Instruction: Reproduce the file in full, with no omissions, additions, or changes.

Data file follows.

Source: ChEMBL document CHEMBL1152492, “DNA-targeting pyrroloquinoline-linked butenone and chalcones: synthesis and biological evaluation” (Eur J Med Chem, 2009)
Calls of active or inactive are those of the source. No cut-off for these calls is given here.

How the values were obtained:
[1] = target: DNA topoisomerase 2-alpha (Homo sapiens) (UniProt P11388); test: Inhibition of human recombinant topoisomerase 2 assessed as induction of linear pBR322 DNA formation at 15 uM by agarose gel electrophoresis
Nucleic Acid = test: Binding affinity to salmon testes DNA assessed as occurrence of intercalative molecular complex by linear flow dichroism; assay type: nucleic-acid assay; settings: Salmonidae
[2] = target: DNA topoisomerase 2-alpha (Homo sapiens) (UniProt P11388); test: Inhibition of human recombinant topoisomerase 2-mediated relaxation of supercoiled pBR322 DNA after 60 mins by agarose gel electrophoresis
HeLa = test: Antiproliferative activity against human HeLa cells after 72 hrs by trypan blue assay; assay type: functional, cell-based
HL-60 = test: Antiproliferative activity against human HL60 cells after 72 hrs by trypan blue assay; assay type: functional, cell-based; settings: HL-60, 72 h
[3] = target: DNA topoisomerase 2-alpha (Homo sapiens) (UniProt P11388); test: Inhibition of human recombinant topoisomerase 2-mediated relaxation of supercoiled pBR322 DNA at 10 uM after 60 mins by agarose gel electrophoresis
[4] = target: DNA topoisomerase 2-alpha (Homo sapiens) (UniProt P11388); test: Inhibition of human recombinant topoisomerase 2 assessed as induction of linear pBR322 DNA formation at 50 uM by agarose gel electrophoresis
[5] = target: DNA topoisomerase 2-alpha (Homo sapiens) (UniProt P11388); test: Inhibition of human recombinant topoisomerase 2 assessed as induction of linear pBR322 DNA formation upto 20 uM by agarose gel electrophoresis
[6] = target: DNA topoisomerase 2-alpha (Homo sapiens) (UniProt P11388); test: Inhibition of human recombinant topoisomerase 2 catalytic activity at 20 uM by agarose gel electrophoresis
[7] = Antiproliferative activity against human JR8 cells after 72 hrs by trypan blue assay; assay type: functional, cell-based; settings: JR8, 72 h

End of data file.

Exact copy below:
Source: ChEMBL document CHEMBL1152492, “DNA-targeting pyrroloquinoline-linked butenone and chalcones: synthesis and biological evaluation” (Eur J Med Chem, 2009)
Calls of active or inactive are those of the source. No cut-off for these calls is given here.

How the values were obtained:
[1] = target: DNA topoisomerase 2-alpha (Homo sapiens) (UniProt P11388); test: Inhibition of human recombinant topoisomerase 2 assessed as induction of linear pBR322 DNA formation at 15 uM by agarose gel electrophoresis
Nucleic Acid = test: Binding affinity to salmon testes DNA assessed as occurrence of intercalative molecular complex by linear flow dichroism; assay type: nucleic-acid assay; settings: Salmonidae
[2] = target: DNA topoisomerase 2-alpha (Homo sapiens) (UniProt P11388); test: Inhibition of human recombinant topoisomerase 2-mediated relaxation of supercoiled pBR322 DNA after 60 mins by agarose gel electrophoresis
HeLa = test: Antiproliferative activity against human HeLa cells after 72 hrs by trypan blue assay; assay type: functional, cell-based
HL-60 = test: Antiproliferative activity against human HL60 cells after 72 hrs by trypan blue assay; assay type: functional, cell-based; settings: HL-60, 72 h
[3] = target: DNA topoisomerase 2-alpha (Homo sapiens) (UniProt P11388); test: Inhibition of human recombinant topoisomerase 2-mediated relaxation of supercoiled pBR322 DNA at 10 uM after 60 mins by agarose gel electrophoresis
[4] = target: DNA topoisomerase 2-alpha (Homo sapiens) (UniProt P11388); test: Inhibition of human recombinant topoisomerase 2 assessed as induction of linear pBR322 DNA formation at 50 uM by agarose gel electrophoresis
[5] = target: DNA topoisomerase 2-alpha (Homo sapiens) (UniProt P11388); test: Inhibition of human recombinant topoisomerase 2 assessed as induction of linear pBR322 DNA formation upto 20 uM by agarose gel electrophoresis
[6] = target: DNA topoisomerase 2-alpha (Homo sapiens) (UniProt P11388); test: Inhibition of human recombinant topoisomerase 2 catalytic activity at 20 uM by agarose gel electrophoresis
[7] = Antiproliferative activity against human JR8 cells after 72 hrs by trypan blue assay; assay type: functional, cell-based; settings: JR8, 72 h